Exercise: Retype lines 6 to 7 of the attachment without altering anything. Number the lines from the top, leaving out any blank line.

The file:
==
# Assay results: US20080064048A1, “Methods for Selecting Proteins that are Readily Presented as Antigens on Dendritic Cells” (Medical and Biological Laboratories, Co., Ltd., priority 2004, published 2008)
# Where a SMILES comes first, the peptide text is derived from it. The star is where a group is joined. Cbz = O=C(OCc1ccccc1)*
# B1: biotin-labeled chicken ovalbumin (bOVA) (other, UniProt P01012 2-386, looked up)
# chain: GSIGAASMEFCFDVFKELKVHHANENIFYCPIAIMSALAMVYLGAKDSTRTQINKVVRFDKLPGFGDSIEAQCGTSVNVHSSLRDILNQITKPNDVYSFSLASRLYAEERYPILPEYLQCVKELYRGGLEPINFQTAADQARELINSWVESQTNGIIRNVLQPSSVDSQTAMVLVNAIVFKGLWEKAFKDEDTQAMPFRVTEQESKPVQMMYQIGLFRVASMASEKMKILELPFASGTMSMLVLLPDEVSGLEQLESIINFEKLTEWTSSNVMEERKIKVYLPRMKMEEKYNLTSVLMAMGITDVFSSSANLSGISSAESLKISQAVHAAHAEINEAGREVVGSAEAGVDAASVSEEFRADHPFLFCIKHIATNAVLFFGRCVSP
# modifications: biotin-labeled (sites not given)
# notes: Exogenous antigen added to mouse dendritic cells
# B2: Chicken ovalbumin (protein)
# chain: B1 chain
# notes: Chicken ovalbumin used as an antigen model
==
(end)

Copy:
# notes: Exogenous antigen added to mouse dendritic cells
# B2: Chicken ovalbumin (protein)